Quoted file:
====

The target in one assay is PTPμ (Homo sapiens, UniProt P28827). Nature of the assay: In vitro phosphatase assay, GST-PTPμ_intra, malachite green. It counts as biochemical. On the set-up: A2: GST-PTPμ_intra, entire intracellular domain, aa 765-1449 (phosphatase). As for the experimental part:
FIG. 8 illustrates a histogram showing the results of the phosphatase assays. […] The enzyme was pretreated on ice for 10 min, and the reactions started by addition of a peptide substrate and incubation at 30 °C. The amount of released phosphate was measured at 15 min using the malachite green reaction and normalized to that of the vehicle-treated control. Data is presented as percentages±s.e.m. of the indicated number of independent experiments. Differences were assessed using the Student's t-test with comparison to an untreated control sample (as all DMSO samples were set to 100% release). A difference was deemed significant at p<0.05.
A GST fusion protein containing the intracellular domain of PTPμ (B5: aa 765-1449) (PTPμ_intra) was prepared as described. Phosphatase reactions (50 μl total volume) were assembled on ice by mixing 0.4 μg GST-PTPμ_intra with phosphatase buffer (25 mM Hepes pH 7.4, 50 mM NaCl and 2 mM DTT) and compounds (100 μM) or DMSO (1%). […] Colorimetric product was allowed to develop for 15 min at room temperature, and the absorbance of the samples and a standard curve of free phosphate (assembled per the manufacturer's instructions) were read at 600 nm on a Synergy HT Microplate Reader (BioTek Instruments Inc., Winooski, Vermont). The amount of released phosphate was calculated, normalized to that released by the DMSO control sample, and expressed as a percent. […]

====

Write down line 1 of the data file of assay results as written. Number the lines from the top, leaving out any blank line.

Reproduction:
The target in one assay is PTPμ (Homo sapiens, UniProt P28827). Nature of the assay: In vitro phosphatase assay, GST-PTPμ_intra, malachite green. It counts as biochemical. On the set-up: A2: GST-PTPμ_intra, entire intracellular domain, aa 765-1449 (phosphatase). As for the experimental part: